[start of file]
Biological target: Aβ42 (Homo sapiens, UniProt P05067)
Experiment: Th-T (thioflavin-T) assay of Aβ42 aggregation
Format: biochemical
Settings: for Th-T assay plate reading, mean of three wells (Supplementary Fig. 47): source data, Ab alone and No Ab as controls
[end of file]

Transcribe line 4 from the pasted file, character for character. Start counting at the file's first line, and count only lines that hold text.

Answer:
Settings: for Th-T assay plate reading, mean of three wells (Supplementary Fig. 47): source data, Ab alone and No Ab as controls